I went into Nanyuki today with Wa, Jacinta, and two of the students who needed to go to the government-run dentist and opthamologist offices today. Fatuma’s tooth looked like nothing I’d ever seen before – I can’t imagine how painful that was. It wasn’t just a cavity – it was a gigantic crater in the middle of her tooth. The dentist removed the tooth entirely today – it was broken into several pieces, in Fatuma’s mouth. She looked so happy when I saw her, when we met up to head back to campus! The other student, Jamaica, needed glasses. I think it was her first ever visit to the opthamologist’s office. I had fun asking her to describe her appointment, afterwards – to see it through her perspective.
When we first arrived in town, we pulled into the first government-run medical center. You cannot make appointments in advance for the government-run medical centers. You just show up and wait in line to register and then go see the doctor that you need to see. So when we pulled into the first compound, and then quickly pulled out, I learned that we were surveying the line for registration – which was much too long. The students and Jacinta then went to another center in town, where they were able to be seen much faster.
I was dropped off in the heart of downtown, where I went running off by myself to the government compound. (I should add that the first (and only) government-run medical center that I saw was set up in a compound style, just like the government compound. Each department had its own single-story building, and there is a grassy lawn in the middle of the quad. It’s a very pleasant and welcoming layout.) So when I first got to the government compound, I stopped at the Statistics Office to see if my contact Charles, from my previous visit, was there. Unfortunately I was told that he was sent to the Nairobi office, and no one knows when he will be back. Maybe early next week, or he might have to stay longer. I was told to come back next week. His colleague that he’d referred me to, turns out to work in the Labor Office (otherwise known as the Manpower Office) and I heard that I had just missed her in the Statistics Office. I found the Labor/Manpower Office, and learned that I had just missed her, there – she is now out in the community doing the survey that I needed to speak with her about. That’s the way it is! So then I headed to the Education Office, where I immediately ran into my contact, Hassan, who I had met with last week. He is so generous with his time and knowledge. He invited me into his office so that I could ask him even more questions:) I learned some intereting things before he had to run to a staff meeting.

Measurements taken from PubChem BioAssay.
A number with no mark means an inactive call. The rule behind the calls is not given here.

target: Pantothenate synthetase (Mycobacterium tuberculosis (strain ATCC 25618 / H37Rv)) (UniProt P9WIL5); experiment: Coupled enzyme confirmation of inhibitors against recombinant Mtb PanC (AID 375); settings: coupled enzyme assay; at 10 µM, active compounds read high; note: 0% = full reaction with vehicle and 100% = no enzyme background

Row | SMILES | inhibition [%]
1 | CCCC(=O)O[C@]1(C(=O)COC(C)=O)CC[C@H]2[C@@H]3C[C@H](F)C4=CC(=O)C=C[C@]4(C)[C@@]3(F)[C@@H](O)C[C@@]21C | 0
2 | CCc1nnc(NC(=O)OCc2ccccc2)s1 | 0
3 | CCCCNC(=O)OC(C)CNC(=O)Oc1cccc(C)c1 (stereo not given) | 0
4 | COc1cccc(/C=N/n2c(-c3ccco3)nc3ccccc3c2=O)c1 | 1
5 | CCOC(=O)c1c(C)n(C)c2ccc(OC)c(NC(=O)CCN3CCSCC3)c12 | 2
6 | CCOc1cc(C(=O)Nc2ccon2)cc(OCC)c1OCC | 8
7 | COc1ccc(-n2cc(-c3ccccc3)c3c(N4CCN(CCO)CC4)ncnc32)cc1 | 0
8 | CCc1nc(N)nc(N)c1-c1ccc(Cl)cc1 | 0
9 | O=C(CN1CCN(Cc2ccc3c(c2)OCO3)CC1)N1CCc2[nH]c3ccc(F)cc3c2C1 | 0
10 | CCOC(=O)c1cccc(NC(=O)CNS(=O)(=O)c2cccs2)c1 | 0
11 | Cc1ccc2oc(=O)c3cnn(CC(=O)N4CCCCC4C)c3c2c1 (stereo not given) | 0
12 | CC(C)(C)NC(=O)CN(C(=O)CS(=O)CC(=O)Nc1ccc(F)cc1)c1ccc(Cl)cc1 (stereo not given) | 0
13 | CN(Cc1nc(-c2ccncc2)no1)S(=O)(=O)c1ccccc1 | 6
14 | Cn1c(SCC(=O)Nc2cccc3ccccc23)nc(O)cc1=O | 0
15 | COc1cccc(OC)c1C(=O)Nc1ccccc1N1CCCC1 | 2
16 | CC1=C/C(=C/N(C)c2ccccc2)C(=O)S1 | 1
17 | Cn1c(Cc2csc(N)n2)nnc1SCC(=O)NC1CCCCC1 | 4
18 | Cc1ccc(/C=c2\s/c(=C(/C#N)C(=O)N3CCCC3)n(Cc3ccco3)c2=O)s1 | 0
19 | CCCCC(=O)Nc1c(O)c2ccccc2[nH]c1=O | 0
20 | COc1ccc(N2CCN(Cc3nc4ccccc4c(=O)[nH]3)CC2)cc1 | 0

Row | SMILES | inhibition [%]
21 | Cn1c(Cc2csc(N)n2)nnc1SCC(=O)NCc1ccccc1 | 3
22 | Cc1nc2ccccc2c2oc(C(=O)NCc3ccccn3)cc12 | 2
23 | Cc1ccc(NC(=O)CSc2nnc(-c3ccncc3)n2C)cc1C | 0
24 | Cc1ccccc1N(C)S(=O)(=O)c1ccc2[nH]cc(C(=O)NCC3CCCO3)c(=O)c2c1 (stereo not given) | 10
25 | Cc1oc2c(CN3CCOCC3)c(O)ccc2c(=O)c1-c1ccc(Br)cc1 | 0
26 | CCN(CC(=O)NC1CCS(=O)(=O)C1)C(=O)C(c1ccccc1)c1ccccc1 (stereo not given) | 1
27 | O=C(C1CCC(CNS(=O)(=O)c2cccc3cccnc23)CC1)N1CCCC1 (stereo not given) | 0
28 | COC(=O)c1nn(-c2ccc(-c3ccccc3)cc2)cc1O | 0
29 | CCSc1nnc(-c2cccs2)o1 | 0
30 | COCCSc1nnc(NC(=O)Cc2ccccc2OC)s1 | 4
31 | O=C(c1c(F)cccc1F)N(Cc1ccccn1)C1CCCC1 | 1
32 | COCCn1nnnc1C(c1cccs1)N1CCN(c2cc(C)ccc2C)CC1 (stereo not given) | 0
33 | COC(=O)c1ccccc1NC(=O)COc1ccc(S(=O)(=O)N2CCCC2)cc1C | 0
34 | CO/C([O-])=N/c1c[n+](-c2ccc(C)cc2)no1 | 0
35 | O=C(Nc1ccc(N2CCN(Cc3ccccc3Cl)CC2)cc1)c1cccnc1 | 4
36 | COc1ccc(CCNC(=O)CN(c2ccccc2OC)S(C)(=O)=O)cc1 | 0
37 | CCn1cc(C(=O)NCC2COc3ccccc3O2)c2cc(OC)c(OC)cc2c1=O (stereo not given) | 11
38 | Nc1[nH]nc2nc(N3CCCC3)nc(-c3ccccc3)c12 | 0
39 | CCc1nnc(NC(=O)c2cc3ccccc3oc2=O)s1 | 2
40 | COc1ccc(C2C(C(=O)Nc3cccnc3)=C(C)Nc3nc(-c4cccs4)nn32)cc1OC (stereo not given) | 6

I then ventured up the road to the Nanyuki Public Library. The buildling is lovely from the outside and inside, but there weren’t many books inside. I later realized that there also weren’t any computers. There were a good number of people reading books at the large library tables. But I barely got into the lobby – when I was informed that I couldn’t enter the library unless I owned an annual library pass (passport, 2 passport-size photos, and 5,000ksh required if you are not a Kenyan citizen), or 20 ksh per day/visit. I just wanted to learn about the process, and was asking the librarian how to gain entry if I were Kenyan, and he said “You are not a Kenyan citizen??” to which I replied “How could you tell?” He laughed but I generally didn’t think he was entirely entertained, and was taking it all very seriously. He then invited me to walk in and view the library (a single long room) but I had to leave my bag on a table right inside the doorway. I declined – but now I know what the library looks like, and how it works! When I got back to campus Leila told me that students must get a library card for the city where they go to school – not their hometown. Which she finds very frustrating because when she is home, she cannot visit the library unless she pays 20 ksh even if she only walks in with a friend, for a minute.
After the library I went to Barclay’s Bank to talk with a Loan Officer, to find out how students can get help paying for university. However I didn’t have time – had to go meet up with Wa, Jacinta and the students, to head back to campus in time for Wa to coach the afternoon football practice. Ah well – no rush! The research continues!
When I returned to campus I joined Victoria, Carol, and Sue for the final coaching sessions in preparation for tomorrow’s big public speaking competition in Nanyuki. We have thirteen students entering. We coached them in pairs of two, tonight. Each coach had their own room/station on campus, and the students rotated around in pairs (that they chose themselves), to get final reviews and tips. It was SO MUCH FUN!
I can't wait to see the students compete tomorrow – they are going to do so well! I asked a handful of the students how and why they decided to compete in the competition. I learned that some had done public speaking contests in Primary School, with their church, and one (Emily) had entered singing competitions with her sister where they did duets. So fun! Rosalia in the photo below on my right side has even competed at the national level in public speaking, before – she’s fantastic! My other friend in the photo is Jessica; she is so cute!